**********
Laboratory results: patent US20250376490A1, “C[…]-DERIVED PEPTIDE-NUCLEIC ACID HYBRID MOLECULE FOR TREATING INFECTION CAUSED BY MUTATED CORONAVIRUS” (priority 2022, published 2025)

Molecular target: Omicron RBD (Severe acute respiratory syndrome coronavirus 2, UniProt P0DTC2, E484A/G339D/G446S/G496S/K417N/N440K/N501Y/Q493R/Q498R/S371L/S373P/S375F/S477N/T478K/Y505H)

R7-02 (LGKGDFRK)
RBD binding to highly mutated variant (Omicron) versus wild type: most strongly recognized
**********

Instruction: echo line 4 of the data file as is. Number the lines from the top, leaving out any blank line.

RBD binding to highly mutated variant (Omicron) versus wild type: most strongly recognized